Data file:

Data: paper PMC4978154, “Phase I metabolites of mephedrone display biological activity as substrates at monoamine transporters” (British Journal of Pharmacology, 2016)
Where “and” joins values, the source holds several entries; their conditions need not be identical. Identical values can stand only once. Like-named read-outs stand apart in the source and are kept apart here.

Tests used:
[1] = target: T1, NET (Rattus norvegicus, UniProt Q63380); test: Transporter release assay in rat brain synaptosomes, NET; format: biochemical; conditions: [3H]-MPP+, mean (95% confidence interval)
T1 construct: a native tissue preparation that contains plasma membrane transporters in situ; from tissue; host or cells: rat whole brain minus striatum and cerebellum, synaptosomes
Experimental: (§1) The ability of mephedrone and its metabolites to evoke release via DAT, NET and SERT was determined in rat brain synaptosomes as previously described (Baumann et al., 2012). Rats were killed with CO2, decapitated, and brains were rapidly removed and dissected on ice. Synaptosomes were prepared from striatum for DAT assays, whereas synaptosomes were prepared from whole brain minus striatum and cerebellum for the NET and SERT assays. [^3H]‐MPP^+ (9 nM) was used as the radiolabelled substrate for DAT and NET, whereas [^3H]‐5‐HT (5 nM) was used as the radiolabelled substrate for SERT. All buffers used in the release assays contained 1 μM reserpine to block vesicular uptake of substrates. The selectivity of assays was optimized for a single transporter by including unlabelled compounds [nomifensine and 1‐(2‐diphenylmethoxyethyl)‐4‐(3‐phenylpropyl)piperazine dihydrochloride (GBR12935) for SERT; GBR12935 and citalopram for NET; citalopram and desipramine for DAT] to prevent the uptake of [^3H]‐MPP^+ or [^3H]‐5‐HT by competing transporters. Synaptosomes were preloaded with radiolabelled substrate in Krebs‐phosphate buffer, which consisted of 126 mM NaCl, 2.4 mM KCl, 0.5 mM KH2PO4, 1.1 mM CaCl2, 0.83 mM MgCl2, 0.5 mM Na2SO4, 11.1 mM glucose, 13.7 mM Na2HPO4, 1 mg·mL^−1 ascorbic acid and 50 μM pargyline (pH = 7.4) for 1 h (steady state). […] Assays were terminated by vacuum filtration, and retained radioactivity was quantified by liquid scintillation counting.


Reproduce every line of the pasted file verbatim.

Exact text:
Data: paper PMC4978154, “Phase I metabolites of mephedrone display biological activity as substrates at monoamine transporters” (British Journal of Pharmacology, 2016)
Where “and” joins values, the source holds several entries; their conditions need not be identical. Identical values can stand only once. Like-named read-outs stand apart in the source and are kept apart here.

Tests used:
[1] = target: T1, NET (Rattus norvegicus, UniProt Q63380); test: Transporter release assay in rat brain synaptosomes, NET; format: biochemical; conditions: [3H]-MPP+, mean (95% confidence interval)
T1 construct: a native tissue preparation that contains plasma membrane transporters in situ; from tissue; host or cells: rat whole brain minus striatum and cerebellum, synaptosomes
Experimental: (§1) The ability of mephedrone and its metabolites to evoke release via DAT, NET and SERT was determined in rat brain synaptosomes as previously described (Baumann et al., 2012). Rats were killed with CO2, decapitated, and brains were rapidly removed and dissected on ice. Synaptosomes were prepared from striatum for DAT assays, whereas synaptosomes were prepared from whole brain minus striatum and cerebellum for the NET and SERT assays. [^3H]‐MPP^+ (9 nM) was used as the radiolabelled substrate for DAT and NET, whereas [^3H]‐5‐HT (5 nM) was used as the radiolabelled substrate for SERT. All buffers used in the release assays contained 1 μM reserpine to block vesicular uptake of substrates. The selectivity of assays was optimized for a single transporter by including unlabelled compounds [nomifensine and 1‐(2‐diphenylmethoxyethyl)‐4‐(3‐phenylpropyl)piperazine dihydrochloride (GBR12935) for SERT; GBR12935 and citalopram for NET; citalopram and desipramine for DAT] to prevent the uptake of [^3H]‐MPP^+ or [^3H]‐5‐HT by competing transporters. Synaptosomes were preloaded with radiolabelled substrate in Krebs‐phosphate buffer, which consisted of 126 mM NaCl, 2.4 mM KCl, 0.5 mM KH2PO4, 1.1 mM CaCl2, 0.83 mM MgCl2, 0.5 mM Na2SO4, 11.1 mM glucose, 13.7 mM Na2HPO4, 1 mg·mL^−1 ascorbic acid and 50 μM pargyline (pH = 7.4) for 1 h (steady state). […] Assays were terminated by vacuum filtration, and retained radioactivity was quantified by liquid scintillation counting.